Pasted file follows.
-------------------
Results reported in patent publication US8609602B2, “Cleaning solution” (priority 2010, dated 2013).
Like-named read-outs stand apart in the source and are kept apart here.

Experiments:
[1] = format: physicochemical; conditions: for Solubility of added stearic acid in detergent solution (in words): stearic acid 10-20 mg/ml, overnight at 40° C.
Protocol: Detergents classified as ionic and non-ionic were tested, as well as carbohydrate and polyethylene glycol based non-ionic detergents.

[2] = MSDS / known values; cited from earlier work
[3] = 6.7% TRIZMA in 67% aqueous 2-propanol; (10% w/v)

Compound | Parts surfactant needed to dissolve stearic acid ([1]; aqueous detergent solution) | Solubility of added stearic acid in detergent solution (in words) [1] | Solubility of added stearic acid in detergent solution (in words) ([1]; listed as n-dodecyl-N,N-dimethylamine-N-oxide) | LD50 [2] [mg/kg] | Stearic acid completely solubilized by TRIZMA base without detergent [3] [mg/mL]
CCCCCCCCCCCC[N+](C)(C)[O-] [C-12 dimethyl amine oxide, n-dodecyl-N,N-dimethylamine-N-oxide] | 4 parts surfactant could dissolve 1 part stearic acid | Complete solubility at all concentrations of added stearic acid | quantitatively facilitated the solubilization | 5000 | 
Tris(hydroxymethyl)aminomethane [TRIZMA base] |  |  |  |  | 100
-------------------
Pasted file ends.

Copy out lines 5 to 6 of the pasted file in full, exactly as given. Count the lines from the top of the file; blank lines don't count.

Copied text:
Protocol: Detergents classified as ionic and non-ionic were tested, as well as carbohydrate and polyethylene glycol based non-ionic detergents.

[2] = MSDS / known values; cited from earlier work